AOPA and its co-complainants submitted a scathing response to the California county of Santa Clara amid the ongoing 100LL fuel ban dispute, citing violations of federal rules, delay tactics, and unreliable evidence, as well as accusing the county of overstepping its authority.
The April 7 response, filed in reply to the county’s answer to the Part 16 complaint filed against it, casts doubt on the county’s credibility, citing inconsistent statements from the county and its officials, delayed responses to airport tenants, problematic self-fueling permits, and the county’s deliberate disregard for grant assurance obligations.
In the response, AOPA and its co-complainants criticize the self-fueling permitting scheme that the county claims to be a sufficient solution to its prohibition on 100LL sales: “The [County] tries to make light of its obvious access violation by blithely stating that it is not precluding anyone from being able to self-fuel their aircraft.”
The document explains that the county’s position ignores the burdensome, impractical, and sometimes impossible, process of self-fueling under the conditions and restrictions imposed by the county’s permits and calls the process an “unreasonable denial of a right to self-fuel, while compounding the denial of reasonable access to available services at the airport.”
The response also lambastes the county’s assertion that its commercial self-fueling permits do not restrict commercial self-fueling with 100LL, since, as the document points out, a commercial self-fueling permit issued to Trade Winds Aviation restricts Trade Winds Aviation to buying fuel only from the county, which does not sell 100LL. “The County only now mentions that it would be ‘open to discussing a different permit for self-fueling with other fuels purchased from other sources,’” the document says, “but offers no evidence of such permits being available or ever issued.”
The document also calls out the unreliability of statements made by the county and its director of the Roads and Airports Department. “The County repeatedly makes assertions with no basis in fact, only to offer excuses or explanations when confronted with evidence to the contrary.” In previous filings, the county claimed that AOPA and its co-complainants “made no meaningful efforts to resolve the allegations stated in the Complaint.” When AOPA provided evidence to the contrary, the county and the director of its Roads and Airports Department, who indicated under penalty of perjury that he had personal knowledge of the facts, said that he “did not recall” several efforts to informally resolve the matter. The document follows up with four examples of efforts to resolve the issue in 2021. To demonstrate the county’s lack of responsiveness, the document recounted how one of AOPA’s co-complaints had received no response from the county concerning a request for an exemption to fuel with 100LL and only after the Part 16 complaint was filed did the county finally respond after more than a year of silence.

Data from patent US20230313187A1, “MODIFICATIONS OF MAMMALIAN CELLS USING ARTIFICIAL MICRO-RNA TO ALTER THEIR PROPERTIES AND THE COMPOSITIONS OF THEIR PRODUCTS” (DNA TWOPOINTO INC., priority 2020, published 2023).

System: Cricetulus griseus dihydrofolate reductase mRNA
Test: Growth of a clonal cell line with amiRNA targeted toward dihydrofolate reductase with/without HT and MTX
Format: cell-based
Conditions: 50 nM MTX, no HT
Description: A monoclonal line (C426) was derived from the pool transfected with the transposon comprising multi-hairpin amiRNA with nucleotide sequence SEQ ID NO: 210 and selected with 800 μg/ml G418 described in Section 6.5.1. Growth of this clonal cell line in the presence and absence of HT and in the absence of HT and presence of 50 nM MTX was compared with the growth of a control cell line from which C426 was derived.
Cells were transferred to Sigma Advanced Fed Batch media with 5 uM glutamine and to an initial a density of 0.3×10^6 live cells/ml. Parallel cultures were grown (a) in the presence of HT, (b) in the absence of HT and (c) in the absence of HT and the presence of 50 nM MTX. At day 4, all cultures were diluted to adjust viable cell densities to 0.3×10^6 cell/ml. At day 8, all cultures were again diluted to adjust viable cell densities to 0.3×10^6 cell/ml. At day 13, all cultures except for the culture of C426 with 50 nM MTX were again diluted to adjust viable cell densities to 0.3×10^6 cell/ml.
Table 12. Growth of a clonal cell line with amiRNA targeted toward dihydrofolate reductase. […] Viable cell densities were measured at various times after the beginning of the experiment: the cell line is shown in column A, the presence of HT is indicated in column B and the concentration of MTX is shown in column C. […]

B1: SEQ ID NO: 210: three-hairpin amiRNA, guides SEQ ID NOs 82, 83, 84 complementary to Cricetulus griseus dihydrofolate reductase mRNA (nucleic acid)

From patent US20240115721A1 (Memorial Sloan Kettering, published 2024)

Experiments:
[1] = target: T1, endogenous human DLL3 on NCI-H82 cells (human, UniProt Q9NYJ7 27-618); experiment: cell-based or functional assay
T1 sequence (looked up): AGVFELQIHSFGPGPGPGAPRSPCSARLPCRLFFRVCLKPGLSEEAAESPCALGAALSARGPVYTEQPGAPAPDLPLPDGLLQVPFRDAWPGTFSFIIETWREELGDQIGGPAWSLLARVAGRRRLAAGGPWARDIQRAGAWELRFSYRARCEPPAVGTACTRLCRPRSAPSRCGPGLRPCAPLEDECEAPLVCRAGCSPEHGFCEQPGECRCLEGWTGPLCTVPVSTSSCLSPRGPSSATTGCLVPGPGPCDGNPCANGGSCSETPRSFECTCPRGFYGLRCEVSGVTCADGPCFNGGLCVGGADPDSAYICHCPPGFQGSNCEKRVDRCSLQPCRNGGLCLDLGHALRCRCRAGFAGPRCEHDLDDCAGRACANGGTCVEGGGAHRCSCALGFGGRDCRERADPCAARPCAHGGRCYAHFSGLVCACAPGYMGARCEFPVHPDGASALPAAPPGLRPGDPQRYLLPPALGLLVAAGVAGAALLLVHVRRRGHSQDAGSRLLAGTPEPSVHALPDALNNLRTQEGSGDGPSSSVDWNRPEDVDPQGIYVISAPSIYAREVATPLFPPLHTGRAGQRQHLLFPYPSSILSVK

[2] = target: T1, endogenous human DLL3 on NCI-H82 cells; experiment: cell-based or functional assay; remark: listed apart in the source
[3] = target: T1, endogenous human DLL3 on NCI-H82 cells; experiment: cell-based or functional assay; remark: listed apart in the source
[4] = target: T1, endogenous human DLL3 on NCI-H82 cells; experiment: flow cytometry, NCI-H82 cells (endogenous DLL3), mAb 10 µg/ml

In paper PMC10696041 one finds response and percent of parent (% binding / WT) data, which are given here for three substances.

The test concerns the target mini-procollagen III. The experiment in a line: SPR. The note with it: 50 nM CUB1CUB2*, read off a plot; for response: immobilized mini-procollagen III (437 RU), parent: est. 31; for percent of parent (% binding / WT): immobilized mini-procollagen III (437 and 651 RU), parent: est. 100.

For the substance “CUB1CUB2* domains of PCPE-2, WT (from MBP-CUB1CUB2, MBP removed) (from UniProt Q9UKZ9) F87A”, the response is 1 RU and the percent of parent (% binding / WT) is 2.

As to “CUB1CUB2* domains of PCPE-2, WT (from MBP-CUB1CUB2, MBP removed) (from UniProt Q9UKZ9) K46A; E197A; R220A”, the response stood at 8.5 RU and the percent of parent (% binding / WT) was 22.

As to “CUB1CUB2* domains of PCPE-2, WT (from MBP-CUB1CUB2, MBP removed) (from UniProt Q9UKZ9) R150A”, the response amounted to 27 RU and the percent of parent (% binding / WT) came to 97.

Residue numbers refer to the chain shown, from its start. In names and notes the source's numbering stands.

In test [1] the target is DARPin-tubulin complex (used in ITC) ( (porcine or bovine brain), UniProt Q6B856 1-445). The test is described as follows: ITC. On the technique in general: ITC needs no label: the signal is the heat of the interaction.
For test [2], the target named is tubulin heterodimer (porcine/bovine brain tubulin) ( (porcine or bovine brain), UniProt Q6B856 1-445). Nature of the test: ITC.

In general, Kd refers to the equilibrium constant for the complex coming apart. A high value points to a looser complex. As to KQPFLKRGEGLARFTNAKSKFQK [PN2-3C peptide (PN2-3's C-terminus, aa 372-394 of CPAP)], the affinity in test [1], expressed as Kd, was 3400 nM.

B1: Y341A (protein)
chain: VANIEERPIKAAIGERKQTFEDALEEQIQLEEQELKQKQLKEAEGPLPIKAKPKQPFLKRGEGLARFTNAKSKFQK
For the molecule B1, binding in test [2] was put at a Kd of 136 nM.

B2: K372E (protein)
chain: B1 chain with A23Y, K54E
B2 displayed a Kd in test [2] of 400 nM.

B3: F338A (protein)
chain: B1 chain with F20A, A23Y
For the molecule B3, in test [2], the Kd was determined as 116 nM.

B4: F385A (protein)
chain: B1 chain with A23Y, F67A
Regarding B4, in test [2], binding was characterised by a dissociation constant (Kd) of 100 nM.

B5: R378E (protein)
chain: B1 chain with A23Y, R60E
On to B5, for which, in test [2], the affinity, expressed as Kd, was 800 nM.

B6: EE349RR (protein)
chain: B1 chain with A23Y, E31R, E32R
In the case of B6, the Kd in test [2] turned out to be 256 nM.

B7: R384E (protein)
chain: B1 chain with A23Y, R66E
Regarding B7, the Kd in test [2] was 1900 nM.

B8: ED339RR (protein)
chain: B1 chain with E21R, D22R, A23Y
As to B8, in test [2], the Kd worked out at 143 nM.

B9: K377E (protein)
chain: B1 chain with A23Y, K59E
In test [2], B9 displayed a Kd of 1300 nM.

The AOPA filing concluded that the county overstepped its authority by banning the sale and distribution of 100LL without prior FAA approval and has not presented a single argument that supports its decision to prohibit the sale of leaded aviation fuel as a “reasonable restriction necessary for the safe operation of the airport.”
“The County’s decision is not a decision that was made for safety reasons related to its maintenance of its airports in the nation’s transportation infrastructure,” the document continued. “Rather, the County made a decision in isolation, without authority, and without due consideration to the national import that its airports have in the whole aviation system.”